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Countries bet on forests and soils to reach net-zero

by Iqra Aslam
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New research by the University of East Anglia highlights the risks of countries relying on nature-based solutions to achieve net-zero emissions and combat climate change. Net-zero refers to the goal of balancing greenhouse gas emissions with activities that remove carbon from the atmosphere, such as through the use of forests and other natural systems.

Nature-based solutions can include a wide range of activities, such as reforestation, conservation of natural habitats, and restoration of degraded ecosystems. These solutions can help to capture and store carbon, reduce emissions, and adapt to the impacts of climate change. Some countries that are particularly active in promoting nature-based solutions include Norway, Costa Rica, and Brazil. These countries have committed to using nature-based solutions as a key part of their climate change strategies.

National climate strategies set out how countries plan to reduce emissions, for example by phasing out fossil-fuel use, to get to net-zero in 2050. The study found, once the bulk of emissions have been reduced, countries plan to ‘cancel out’ the left-over difficult to decarbonise emissions, such as those from agriculture, by using forests and soils to remove carbon from the atmosphere.

However, this may prove risky because forests and soils are also threatened by a range of impacts, such as fire, disease, changes in farming practices or deforestation. This means forests and soils could lose their stored carbon back to the atmosphere. If forests and soils lose their ability to store carbon, it could have significant implications for climate change. Forests and soils are important sinks for carbon, meaning that they absorb and store carbon dioxide from the atmosphere. When these ecosystems are healthy and functioning properly, they can help to remove carbon from the atmosphere and mitigate climate change.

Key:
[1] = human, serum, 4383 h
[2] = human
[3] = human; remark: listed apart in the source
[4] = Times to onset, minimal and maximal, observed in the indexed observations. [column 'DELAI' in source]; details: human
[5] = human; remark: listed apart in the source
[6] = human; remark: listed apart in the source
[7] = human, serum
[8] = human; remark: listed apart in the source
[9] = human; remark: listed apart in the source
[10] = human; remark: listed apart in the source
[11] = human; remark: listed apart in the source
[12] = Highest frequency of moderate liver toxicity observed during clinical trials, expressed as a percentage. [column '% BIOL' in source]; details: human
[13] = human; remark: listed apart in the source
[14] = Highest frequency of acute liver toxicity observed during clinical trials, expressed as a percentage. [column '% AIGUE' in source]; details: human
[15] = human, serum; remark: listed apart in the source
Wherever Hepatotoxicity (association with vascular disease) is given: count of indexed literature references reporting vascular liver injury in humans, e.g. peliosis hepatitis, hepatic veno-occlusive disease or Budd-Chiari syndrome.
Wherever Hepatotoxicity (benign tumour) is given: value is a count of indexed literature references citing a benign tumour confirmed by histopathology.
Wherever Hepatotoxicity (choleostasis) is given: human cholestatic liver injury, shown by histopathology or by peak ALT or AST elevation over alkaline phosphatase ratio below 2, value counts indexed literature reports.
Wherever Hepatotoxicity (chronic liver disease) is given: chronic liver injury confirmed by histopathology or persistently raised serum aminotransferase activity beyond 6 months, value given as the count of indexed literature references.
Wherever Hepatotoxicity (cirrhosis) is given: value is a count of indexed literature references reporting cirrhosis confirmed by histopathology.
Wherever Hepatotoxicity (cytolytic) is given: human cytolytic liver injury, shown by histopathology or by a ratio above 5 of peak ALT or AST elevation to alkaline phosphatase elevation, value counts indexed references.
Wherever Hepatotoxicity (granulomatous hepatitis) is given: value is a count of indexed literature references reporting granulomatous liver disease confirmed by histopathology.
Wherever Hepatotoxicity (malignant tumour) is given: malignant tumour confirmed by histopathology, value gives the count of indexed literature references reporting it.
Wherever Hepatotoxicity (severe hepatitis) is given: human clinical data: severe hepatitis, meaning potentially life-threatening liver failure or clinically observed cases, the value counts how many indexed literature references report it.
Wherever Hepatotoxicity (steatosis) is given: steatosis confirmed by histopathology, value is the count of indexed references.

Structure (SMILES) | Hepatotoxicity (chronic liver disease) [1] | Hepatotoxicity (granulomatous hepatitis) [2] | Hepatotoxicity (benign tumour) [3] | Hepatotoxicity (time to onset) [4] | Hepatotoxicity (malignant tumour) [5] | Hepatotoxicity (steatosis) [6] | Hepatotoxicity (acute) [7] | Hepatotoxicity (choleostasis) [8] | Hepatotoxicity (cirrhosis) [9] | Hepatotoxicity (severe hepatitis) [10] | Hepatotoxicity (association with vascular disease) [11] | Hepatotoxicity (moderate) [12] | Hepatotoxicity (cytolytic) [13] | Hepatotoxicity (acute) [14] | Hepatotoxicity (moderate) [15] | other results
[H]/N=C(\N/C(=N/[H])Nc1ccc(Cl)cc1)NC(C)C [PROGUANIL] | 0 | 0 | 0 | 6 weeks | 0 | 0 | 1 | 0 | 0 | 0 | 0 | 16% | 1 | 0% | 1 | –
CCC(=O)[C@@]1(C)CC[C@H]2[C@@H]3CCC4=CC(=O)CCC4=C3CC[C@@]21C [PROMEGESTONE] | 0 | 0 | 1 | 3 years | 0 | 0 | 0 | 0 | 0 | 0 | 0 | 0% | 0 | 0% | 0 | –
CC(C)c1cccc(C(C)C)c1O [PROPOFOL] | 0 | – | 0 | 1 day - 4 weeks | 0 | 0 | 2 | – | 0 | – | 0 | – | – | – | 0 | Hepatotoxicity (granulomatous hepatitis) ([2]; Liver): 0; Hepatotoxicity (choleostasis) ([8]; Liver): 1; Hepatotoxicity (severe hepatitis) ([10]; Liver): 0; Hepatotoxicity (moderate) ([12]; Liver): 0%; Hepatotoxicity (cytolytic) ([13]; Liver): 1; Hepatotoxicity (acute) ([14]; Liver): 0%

There is also a risk of being over-optimistic about the amount of carbon forests and soils can remove to reach net zero, especially if combined with delays to reducing emissions from coal, oil, and gas. There are limits to the amount of carbon that these ecosystems can store, and their ability to do so can be affected by a variety of factors. As a result, achieving net-zero emissions will require a combination of approaches, including reducing greenhouse gas emissions, and the use of fossil fuels.


The findings, published in the journal Communications Earth & Environment, show that most of the strategies submitted to the United Nations Framework Convention on Climate Change (UNFCCC) do not quantify the amount of carbon ‘removals’ needed in 2050.

With progress on reducing emissions stalling at COP27, the researchers call for the reporting requirements on long-term national climate plans to be urgently strengthened.

“The deployment of carbon dioxide removal is essential to reach global and national net-zero emissions targets, but little attention has been paid to its practical deployment by countries,” said the study’s lead author Harry Smith, a Leverhulme Trust Doctoral Scholar in the School of Environmental Sciences and Tyndall Centre for Climate Change Research at UEA.

“Nature-based removals, such as using forests and soils, remain vital to address challenges in biodiversity and climate adaptation, but may be risky if used as the only way to remove carbon. Countries should also explore engineered carbon removal methods. To meet the challenge of net-zero, we need both.”


The study analysed how Carbon Dioxide Removal (CDR) methods — which remove CO2 from the atmosphere and permanently store it in forests, soils, the oceans, or underground geological formations — are integrated into climate strategies.


It groups the methods into ‘nature-based CDR’, for example storing carbon in forests, soils, or coastal habitats, and ‘engineered-CDR’, storing carbon deep underground through biomass energy with carbon capture and storage or direct air carbon capture and storage.